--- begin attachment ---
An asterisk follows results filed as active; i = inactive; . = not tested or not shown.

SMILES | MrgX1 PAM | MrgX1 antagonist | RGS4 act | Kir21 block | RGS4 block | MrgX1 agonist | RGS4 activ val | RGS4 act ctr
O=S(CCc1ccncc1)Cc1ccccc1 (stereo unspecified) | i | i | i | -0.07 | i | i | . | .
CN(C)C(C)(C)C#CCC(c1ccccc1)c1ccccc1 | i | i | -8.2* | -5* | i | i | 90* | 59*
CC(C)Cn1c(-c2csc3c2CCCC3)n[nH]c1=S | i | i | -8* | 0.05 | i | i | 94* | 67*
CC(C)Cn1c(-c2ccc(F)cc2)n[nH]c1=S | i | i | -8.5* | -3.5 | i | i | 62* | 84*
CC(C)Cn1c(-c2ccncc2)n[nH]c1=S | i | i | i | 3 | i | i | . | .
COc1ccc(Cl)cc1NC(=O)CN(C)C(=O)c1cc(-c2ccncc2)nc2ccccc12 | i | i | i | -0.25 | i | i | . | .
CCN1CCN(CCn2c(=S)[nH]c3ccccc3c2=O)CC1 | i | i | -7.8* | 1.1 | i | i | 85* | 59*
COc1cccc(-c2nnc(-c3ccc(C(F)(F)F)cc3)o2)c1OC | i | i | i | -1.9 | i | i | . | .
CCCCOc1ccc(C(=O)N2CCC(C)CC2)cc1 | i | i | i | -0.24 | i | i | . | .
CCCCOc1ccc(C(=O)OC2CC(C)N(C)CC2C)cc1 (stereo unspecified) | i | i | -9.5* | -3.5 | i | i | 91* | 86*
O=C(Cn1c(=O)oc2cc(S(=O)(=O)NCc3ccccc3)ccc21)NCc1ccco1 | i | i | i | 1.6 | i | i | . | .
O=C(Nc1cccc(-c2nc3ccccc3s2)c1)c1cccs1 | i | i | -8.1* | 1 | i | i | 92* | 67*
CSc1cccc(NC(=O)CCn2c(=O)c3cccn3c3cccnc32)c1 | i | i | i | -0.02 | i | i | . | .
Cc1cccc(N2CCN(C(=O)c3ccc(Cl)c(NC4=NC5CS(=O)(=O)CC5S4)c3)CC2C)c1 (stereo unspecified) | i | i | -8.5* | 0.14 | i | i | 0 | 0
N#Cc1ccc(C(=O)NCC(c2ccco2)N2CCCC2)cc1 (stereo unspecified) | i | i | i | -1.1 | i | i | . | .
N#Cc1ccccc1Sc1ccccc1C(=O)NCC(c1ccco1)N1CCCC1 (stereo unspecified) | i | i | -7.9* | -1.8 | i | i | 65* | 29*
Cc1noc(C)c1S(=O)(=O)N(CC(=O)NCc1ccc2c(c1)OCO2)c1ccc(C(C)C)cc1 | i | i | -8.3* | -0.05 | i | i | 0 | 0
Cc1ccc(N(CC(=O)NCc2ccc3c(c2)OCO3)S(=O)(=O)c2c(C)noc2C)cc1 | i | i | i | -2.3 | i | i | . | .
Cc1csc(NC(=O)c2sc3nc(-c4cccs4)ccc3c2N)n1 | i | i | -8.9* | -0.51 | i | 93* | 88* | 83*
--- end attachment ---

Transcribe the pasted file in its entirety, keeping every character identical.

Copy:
An asterisk follows results filed as active; i = inactive; . = not tested or not shown.

SMILES | MrgX1 PAM | MrgX1 antagonist | RGS4 act | Kir21 block | RGS4 block | MrgX1 agonist | RGS4 activ val | RGS4 act ctr
O=S(CCc1ccncc1)Cc1ccccc1 (stereo unspecified) | i | i | i | -0.07 | i | i | . | .
CN(C)C(C)(C)C#CCC(c1ccccc1)c1ccccc1 | i | i | -8.2* | -5* | i | i | 90* | 59*
CC(C)Cn1c(-c2csc3c2CCCC3)n[nH]c1=S | i | i | -8* | 0.05 | i | i | 94* | 67*
CC(C)Cn1c(-c2ccc(F)cc2)n[nH]c1=S | i | i | -8.5* | -3.5 | i | i | 62* | 84*
CC(C)Cn1c(-c2ccncc2)n[nH]c1=S | i | i | i | 3 | i | i | . | .
COc1ccc(Cl)cc1NC(=O)CN(C)C(=O)c1cc(-c2ccncc2)nc2ccccc12 | i | i | i | -0.25 | i | i | . | .
CCN1CCN(CCn2c(=S)[nH]c3ccccc3c2=O)CC1 | i | i | -7.8* | 1.1 | i | i | 85* | 59*
COc1cccc(-c2nnc(-c3ccc(C(F)(F)F)cc3)o2)c1OC | i | i | i | -1.9 | i | i | . | .
CCCCOc1ccc(C(=O)N2CCC(C)CC2)cc1 | i | i | i | -0.24 | i | i | . | .
CCCCOc1ccc(C(=O)OC2CC(C)N(C)CC2C)cc1 (stereo unspecified) | i | i | -9.5* | -3.5 | i | i | 91* | 86*
O=C(Cn1c(=O)oc2cc(S(=O)(=O)NCc3ccccc3)ccc21)NCc1ccco1 | i | i | i | 1.6 | i | i | . | .
O=C(Nc1cccc(-c2nc3ccccc3s2)c1)c1cccs1 | i | i | -8.1* | 1 | i | i | 92* | 67*
CSc1cccc(NC(=O)CCn2c(=O)c3cccn3c3cccnc32)c1 | i | i | i | -0.02 | i | i | . | .
Cc1cccc(N2CCN(C(=O)c3ccc(Cl)c(NC4=NC5CS(=O)(=O)CC5S4)c3)CC2C)c1 (stereo unspecified) | i | i | -8.5* | 0.14 | i | i | 0 | 0
N#Cc1ccc(C(=O)NCC(c2ccco2)N2CCCC2)cc1 (stereo unspecified) | i | i | i | -1.1 | i | i | . | .
N#Cc1ccccc1Sc1ccccc1C(=O)NCC(c1ccco1)N1CCCC1 (stereo unspecified) | i | i | -7.9* | -1.8 | i | i | 65* | 29*
Cc1noc(C)c1S(=O)(=O)N(CC(=O)NCc1ccc2c(c1)OCO2)c1ccc(C(C)C)cc1 | i | i | -8.3* | -0.05 | i | i | 0 | 0
Cc1ccc(N(CC(=O)NCc2ccc3c(c2)OCO3)S(=O)(=O)c2c(C)noc2C)cc1 | i | i | i | -2.3 | i | i | . | .
Cc1csc(NC(=O)c2sc3nc(-c4cccs4)ccc3c2N)n1 | i | i | -8.9* | -0.51 | i | 93* | 88* | 83*